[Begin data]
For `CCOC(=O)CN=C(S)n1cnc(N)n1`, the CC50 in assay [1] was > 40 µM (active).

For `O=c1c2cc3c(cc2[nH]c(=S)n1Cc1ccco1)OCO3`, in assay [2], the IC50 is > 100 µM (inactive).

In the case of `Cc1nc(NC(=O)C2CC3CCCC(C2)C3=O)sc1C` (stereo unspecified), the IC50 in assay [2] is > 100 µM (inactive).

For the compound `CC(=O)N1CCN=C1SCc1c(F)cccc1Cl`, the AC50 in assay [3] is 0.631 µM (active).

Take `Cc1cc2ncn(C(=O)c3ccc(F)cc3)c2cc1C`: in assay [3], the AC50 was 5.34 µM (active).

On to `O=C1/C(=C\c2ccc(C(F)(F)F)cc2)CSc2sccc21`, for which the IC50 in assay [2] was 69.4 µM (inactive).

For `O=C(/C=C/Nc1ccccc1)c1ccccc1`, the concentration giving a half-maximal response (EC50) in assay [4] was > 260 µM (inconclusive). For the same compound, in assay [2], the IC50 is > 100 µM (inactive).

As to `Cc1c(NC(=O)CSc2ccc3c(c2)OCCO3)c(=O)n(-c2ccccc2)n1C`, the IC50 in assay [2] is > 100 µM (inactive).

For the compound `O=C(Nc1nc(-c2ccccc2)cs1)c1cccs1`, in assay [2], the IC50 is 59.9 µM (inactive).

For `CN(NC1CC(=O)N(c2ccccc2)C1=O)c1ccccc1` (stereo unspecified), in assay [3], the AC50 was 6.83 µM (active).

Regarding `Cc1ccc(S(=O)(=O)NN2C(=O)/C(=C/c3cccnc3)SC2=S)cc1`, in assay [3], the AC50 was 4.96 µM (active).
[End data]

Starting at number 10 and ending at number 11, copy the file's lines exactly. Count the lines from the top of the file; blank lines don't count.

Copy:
For `CN(NC1CC(=O)N(c2ccccc2)C1=O)c1ccccc1` (stereo unspecified), in assay [3], the AC50 was 6.83 µM (active).

Regarding `Cc1ccc(S(=O)(=O)NN2C(=O)/C(=C/c3cccnc3)SC2=S)cc1`, in assay [3], the AC50 was 4.96 µM (active).